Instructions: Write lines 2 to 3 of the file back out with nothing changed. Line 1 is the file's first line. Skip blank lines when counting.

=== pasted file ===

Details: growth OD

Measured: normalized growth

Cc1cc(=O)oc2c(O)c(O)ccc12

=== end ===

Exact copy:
Measured: normalized growth

Cc1cc(=O)oc2c(O)c(O)ccc12